As a result of their close association with us over the years, cockroaches have become an integral part of many people’s lives. They can infest homes and workplaces and can be difficult to control. As a result, many interesting facts and myths about cockroaches have arisen.
While some of these facts and myths are true, many others are just plain false. This article will separate fact from fiction and answer some frequently asked questions about cockroaches.
Written by: A O’Neill, Licensed Pest Management Professional
Cockroaches Only Come Out at Night
FALSE: Pest cockroaches are nocturnal, but when there is a large population of these pests in your home, they will come out during the daytime to look for food, water, and shelter. Forest roaches are active during the day.
Cockroaches Can Live Without Their Heads
TRUE: A German cockroach can live without its head for up to a week. A decapitated roach’s death may occur in several ways, including infection, water loss from blood loss, or evaporation from where the head was.
Large blaberid species can live for over a month without their heads.
A cockroach cannot regrow its head like it can some of its other body parts, such as the leg.
Cockroaches Are Found All Over the World
FALSE: Although it seems like cockroaches are everywhere in the world and generally live wherever insects are found, they do not inhabit the continent of Antarctica.
All Cockroaches Can Fly
FALSE: The adult American, smokybrown, and male brown-banded roaches can fly. Most other pest roaches cannot fly but they are super-fast runners, especially German roaches.
White Roaches Are Rare
FALSE: White cockroaches are not a different species but are a cockroach that has either just been born or has molted and shed their skin. After each molt, the roach is white and will develop its usual color over several hours; during this time, they hide away as they are vulnerable to predators. This is why you rarely see a white roach, but they are not rare at all.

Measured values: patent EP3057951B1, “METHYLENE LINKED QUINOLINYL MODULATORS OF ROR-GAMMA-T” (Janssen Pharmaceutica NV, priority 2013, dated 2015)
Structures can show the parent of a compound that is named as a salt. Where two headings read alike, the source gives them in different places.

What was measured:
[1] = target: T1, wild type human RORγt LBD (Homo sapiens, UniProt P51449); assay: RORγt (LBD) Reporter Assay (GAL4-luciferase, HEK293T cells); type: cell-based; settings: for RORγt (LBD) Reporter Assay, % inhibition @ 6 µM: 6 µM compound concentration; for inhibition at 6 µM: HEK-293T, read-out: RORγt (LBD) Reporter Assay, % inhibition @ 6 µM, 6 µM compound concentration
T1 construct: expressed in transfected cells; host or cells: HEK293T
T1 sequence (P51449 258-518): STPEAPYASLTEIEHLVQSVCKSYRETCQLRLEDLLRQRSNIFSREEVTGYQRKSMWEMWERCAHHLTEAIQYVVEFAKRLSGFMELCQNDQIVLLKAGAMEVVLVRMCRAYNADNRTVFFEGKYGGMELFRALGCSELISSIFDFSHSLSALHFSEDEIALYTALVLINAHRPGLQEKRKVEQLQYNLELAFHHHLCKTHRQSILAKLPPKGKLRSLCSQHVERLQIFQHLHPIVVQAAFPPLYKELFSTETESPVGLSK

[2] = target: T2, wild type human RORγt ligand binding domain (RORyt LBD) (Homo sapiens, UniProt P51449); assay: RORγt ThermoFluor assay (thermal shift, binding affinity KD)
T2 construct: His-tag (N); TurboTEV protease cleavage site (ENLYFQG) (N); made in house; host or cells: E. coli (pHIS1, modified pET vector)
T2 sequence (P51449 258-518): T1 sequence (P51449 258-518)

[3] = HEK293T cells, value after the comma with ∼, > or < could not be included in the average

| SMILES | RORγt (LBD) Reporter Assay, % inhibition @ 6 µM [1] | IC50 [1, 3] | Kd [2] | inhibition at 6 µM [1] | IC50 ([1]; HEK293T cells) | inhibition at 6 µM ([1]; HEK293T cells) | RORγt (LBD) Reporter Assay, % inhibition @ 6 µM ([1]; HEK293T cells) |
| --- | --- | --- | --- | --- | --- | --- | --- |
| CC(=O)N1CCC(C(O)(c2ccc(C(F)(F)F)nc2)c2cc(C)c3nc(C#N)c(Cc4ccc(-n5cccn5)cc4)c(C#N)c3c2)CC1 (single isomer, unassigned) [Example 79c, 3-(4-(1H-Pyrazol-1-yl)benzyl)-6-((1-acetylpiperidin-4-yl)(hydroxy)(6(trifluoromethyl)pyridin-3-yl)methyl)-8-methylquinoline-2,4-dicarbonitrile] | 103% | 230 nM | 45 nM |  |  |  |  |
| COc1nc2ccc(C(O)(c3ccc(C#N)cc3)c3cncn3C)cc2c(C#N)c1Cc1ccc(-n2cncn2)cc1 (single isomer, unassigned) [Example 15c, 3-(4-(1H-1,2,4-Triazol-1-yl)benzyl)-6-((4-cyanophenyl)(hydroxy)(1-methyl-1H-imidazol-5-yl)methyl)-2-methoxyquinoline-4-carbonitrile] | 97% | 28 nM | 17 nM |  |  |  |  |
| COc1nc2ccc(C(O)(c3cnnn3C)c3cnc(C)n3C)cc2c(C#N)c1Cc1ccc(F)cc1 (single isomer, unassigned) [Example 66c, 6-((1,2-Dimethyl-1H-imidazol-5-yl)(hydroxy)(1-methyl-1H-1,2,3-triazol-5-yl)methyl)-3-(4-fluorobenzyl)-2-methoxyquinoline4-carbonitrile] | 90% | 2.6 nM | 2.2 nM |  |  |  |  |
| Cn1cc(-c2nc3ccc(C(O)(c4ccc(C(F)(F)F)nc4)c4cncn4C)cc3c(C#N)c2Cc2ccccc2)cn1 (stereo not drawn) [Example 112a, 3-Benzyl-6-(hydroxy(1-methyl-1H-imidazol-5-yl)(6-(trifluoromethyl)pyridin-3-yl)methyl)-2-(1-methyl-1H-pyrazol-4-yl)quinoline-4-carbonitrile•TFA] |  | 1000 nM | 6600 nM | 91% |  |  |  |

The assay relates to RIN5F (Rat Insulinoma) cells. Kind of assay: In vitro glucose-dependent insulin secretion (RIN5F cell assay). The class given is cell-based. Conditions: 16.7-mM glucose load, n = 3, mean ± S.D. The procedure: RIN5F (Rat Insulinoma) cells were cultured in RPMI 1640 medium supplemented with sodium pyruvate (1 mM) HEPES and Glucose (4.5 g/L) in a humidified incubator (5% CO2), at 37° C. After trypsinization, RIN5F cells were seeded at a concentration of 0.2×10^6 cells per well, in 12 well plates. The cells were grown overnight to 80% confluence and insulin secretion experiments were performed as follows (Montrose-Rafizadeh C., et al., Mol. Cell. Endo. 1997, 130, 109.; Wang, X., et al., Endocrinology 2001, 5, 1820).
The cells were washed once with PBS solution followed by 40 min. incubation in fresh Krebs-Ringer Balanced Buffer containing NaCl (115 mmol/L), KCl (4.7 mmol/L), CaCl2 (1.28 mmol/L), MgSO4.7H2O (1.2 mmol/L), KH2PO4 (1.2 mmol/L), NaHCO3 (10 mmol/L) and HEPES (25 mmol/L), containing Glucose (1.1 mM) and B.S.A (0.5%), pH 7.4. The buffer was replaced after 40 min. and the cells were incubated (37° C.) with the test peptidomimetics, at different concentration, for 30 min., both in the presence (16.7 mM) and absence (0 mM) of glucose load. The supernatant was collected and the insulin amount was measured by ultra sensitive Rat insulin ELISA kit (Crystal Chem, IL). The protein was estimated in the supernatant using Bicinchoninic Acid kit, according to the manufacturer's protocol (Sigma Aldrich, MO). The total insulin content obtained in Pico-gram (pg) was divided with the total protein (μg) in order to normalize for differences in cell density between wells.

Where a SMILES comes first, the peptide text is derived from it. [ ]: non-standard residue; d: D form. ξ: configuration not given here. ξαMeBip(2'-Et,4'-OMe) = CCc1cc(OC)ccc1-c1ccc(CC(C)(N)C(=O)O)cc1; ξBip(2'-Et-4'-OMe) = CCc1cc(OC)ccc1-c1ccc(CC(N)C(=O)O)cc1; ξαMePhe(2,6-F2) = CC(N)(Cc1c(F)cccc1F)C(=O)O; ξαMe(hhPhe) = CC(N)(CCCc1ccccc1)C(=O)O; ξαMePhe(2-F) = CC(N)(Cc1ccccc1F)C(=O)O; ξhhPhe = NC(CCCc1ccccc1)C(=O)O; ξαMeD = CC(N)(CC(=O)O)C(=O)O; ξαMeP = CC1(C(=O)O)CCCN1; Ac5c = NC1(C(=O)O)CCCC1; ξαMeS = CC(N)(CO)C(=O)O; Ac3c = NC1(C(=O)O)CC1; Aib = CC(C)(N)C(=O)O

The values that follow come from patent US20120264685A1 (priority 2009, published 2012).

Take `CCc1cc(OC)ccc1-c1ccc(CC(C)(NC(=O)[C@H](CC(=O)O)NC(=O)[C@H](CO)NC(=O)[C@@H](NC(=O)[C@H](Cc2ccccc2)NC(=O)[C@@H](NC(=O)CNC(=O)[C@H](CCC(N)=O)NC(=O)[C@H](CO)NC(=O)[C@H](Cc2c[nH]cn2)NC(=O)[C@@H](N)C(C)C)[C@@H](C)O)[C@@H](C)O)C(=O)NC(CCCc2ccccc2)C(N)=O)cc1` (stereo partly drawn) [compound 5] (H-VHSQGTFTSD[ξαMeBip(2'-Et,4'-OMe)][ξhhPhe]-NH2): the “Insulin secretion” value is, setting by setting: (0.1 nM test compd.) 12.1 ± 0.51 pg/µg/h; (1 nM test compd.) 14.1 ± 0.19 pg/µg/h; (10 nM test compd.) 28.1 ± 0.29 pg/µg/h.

Can Cockroaches Survive a Nuclear Bomb?
Cockroaches are hardy creatures that are adaptable and have managed to survive for millions of years. But can they really survive that much radiation?
In a TV program, roaches were subjected to radiation exposure and found that they could survive doses of 10,000 rads, that’s ten times higher than the lethal dose that people can withstand. Even though roaches can withstand more radiation than we can, they won’t survive for long after a nuclear blast.
Do Roaches Poop in the Same Place?
Cockroaches will poop anywhere, but you will find large numbers of droppings in their harborage areas as this is where they spend most of their time. Roach feces resemble specks of pepper or coffee grounds.
Can Cockroaches Go Inside Your Ear?
Yes, they can, and there are numerous reports of this happening. As roaches are nocturnal, they come out at night to find food when we are asleep. The roach will find two things enticing about your ear: the first is that the inside of your ear provides it with a warm, tight space that roaches love, and the other is that it wants to eat your earwax and is drawn in by the chemical odors the ear emits.
Why Do Roaches Die on Their Backs?
An insecticide that targets the roach’s nervous system causes muscle spasms, which cause the cockroach to flip over. The roach will die on its back because it no longer has control over the muscles in the legs. When a roach eats an insecticide that does not cause spasms but targets the respiratory system instead, it will simply run out of energy and die face-down.
Is a Palmetto Bug the Same Thing as a Cockroach?
Yes, a palmetto bug is a cockroach. It’s a term given to any large cockroach, such as the Florida woods roach, American, Australian, and smokybrown roaches. Palmetto bug is a commonly used term in Southeast U.S, mainly Florida, because roaches are often found near palms or scrub.
Are All Cockroaches Bad?
Pest cockroaches such as German roaches and American roaches that infest our homes can be harmful to us in several ways. However, cockroaches are good for the outdoors environment because as well as recycling organic matter, they are also part of the food chain as roaches are eaten by lots of predators.